It’s been close on a decade where we’ve watched the economy struggle and toil as deterioration in both the domestic and global environment served to tighten the noose around a stretched fiscus.
It’s almost a fortnight since President Cyril Ramaphosa received the economic response plan from social partners at the National Economic Development and Labour Council, which the cabinet is now reviewing as we look to get stuck into the hard work ahead of getting the economy into a stronger position.
For much of the past decade, we have become a country accustomed to bouts of panic over some of our deteriorating economic fundamentals.
The question over the future of SAA has so often been pitched as a battle between those in favour of state ownership and those clamouring for a much smaller government role in the economy.
The report card for SA’s second-quarter GDP performance was always going to be dire and serve to remind us of the size of the challenge we all have in rebuilding the economy in the aftermath of the Covid-19 pandemic — and rebuilding it not into what it was before we headed into this crisis but recasting it so we finally get onto a much higher growth and employment trajectory.
THERE’S some attraction to dismissing this week’s record economic contraction in the second quarter as just something for the history books, reflecting a period that will never again be repeated.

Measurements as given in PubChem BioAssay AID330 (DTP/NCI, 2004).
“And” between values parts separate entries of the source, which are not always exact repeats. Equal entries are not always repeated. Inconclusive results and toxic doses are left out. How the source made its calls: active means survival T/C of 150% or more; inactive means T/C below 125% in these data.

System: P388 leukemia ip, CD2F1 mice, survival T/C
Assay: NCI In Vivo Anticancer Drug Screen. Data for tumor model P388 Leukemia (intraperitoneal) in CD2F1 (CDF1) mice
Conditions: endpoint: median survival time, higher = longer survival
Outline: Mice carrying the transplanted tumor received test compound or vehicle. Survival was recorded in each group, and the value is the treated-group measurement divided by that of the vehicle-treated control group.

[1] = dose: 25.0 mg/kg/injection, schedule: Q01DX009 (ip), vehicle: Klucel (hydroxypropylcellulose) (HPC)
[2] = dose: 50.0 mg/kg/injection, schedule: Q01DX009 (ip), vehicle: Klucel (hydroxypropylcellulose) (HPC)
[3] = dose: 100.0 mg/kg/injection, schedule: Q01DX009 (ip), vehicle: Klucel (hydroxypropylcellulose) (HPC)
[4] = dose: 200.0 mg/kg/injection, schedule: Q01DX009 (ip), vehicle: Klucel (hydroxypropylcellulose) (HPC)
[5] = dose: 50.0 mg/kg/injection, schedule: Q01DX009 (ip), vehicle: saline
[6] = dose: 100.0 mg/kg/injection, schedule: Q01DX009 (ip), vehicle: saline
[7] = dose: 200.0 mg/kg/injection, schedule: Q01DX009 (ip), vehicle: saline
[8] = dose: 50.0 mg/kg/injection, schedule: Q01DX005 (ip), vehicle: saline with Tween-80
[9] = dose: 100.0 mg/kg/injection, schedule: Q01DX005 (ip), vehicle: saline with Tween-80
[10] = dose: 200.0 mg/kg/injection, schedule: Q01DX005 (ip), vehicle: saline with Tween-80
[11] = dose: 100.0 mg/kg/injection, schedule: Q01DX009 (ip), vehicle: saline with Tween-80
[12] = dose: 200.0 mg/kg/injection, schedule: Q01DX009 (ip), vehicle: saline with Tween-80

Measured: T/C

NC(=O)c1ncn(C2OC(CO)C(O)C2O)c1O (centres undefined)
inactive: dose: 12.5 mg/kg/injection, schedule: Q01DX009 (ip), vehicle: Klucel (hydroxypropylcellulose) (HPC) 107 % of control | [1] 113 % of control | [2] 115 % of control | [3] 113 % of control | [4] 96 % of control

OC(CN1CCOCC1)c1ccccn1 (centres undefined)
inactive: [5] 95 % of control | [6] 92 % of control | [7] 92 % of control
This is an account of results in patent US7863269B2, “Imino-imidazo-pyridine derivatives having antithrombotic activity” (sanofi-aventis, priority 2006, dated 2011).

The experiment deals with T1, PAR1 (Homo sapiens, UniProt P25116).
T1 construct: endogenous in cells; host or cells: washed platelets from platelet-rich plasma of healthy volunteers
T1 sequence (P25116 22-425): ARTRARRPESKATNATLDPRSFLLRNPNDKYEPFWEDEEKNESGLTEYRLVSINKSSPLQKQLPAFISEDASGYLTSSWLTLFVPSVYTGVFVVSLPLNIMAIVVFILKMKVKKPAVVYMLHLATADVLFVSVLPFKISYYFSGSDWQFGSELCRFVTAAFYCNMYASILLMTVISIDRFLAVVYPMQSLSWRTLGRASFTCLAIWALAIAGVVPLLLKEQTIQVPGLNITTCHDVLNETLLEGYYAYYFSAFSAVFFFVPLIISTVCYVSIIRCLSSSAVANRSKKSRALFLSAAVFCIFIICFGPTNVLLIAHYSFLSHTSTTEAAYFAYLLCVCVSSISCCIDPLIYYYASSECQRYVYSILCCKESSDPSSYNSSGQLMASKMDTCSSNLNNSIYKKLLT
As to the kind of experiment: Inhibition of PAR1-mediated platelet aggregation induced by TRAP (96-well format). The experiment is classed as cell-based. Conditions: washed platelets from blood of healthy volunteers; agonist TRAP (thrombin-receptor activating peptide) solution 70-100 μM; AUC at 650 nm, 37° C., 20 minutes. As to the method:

The weight of the challenge we face in getting the SA economy back to a more stable and secure path is best reflected by the expected GDP quarter-on-quarter contraction from April to June of 49%, according to Bloomberg consensus forecasts of 11 economists.
For a better sense of perspective and to ease my growing anxieties about our country, I have to often remind myself that the political changes that we were all hoping for in the governing party took place only about two years ago.
If you had to sum up the most important delivery of what’s still a young presidency of Cyril Ramaphosa, it’s clawing back lost confidence in the SA public at large that institutions of state will work in the best interests of the country as a whole.
I’m not much of a boxing fan but one of the aspects I know from the sport is the “tale of the tape”, which reflects the statistics of the two boxers about to get into the ring.
For the past five months, every conversation about the health of the economy hinged on the response to the pandemic and the level of our national lockdown.
Leading South Africa after what we can all agree was a wasted decade of the presidency of Jacob Zuma was never going to be an easy task.